In Mexico, 11% of the population is classified as indigenous. To be considered indigenous in this country you are not identified along tribal or community associations (such as it is in countries like the U.S.A. or Canada), but rather along linguistic lines. So instead of being federally recognized as a member of the Chicueyaco community of Puebla state, you instead would receive recognition as a member of the Nahuatl/Aztecan speaking Peoples. To further complicate matters within any linguistic group here in Mexico there can be upwards of hundreds of different dialects dispersed over huge amounts of territory.
According to Eudelio Hinojosa Rebolledo, a delegate from the National Commission for the Development of Indigenous Peoples, the current teaching methods are not conducive to the survival or developement of indigenous languages. “If these languages disappear, so will the cultural identity of the Mayan people, and with it, that of Mexico. Unfortunately, Mayan languages are disappearing because the youth have no interest in speaking them and the Mayan population is dispersed throughout the country”, says Rebolledo.
Mexico is not the only country faced with this problem, according to UNESCO, half of the languages existing in the world today could be lost within “a few generations”, due to their marginalization from the Internet, cultural and economic pressures, and the development of new technologies that favor homogeneity. This however poses a particular problem for Mexico in the very fact that a great part of what Mexico “sells” to the world is its unequalled living pluricultural society. With the loss of indigenous languages and the subsequent loss of its culture, Mexico will be faced with only being able to sell memories.The tangible “living culture” will be gone.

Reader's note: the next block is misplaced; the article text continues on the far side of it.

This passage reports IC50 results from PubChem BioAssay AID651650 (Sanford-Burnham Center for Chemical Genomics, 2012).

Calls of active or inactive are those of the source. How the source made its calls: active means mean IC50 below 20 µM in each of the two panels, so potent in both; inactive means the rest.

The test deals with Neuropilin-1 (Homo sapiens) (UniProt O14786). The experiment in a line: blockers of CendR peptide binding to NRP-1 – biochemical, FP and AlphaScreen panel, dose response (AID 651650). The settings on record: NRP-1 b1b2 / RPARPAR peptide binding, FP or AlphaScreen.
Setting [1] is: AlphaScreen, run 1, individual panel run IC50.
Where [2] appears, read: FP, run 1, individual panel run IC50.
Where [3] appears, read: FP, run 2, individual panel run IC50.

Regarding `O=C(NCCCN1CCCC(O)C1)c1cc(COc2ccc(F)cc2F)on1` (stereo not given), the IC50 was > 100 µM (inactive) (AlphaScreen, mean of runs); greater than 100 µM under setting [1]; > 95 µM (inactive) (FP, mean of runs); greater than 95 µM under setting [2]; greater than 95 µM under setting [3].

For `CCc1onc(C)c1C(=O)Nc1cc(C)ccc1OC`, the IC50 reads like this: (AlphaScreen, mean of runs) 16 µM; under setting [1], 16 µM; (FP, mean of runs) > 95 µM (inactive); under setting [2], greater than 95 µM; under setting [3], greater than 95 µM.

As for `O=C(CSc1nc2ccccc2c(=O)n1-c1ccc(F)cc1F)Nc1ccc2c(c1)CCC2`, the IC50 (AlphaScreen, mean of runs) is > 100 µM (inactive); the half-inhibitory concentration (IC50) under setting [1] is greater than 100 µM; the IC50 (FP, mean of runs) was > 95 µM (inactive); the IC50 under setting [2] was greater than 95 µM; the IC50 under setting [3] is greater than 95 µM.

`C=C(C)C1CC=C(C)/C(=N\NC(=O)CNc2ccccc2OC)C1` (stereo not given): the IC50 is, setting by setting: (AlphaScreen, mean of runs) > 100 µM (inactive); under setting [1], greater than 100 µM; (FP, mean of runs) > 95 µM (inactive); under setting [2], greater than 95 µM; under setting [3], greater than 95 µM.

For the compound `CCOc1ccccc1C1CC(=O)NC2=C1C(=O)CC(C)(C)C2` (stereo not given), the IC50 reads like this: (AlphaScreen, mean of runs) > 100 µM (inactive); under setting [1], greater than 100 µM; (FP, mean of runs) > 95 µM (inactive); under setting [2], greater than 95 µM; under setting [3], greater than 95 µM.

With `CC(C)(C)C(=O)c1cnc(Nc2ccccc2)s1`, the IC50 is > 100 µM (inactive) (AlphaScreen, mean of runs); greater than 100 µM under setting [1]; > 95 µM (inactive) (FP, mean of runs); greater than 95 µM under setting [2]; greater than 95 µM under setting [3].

There have been moves made to prevent the disappearance of many of Mexico’s native tongues. According to an article on Wikipedia, “In 1992 the fourth article of Mexico’s constitution was amended to reinforce the nation’s pluricultural nature by giving the State the obligation to protect and nurture the expressions of this diversity. On June 14, 1999, the Council of Writers in Indigenous Languages presented Congress with a document entitled “Suggested legal initiatives towards linguistic rights of indigenous Peoples and communities”, with the goal of beginning to protect the linguistic rights of indigenous communities. The Ley General de Derechos Lingüisticos de los Pueblos Indígenas was passed in December 2002, establishing a framework for the conservation, nurturing and development of indigenous languages.”
Time will tell if these measures will work. There are many experts who say that the eventual erosion of languages is unavoidable and has been happening since humans first started using sound as a means of communication. My hope is that there is a way of preserving the knowledge and legacy of these languages and cultures and that they won’t be relegated to mere chapters in history books.
What is your opinion? Is the disappearance of various language groups natural and unavoidable? Is it worthwhile to preserve the linguistic and cultural legacies of languages in danger of extinction?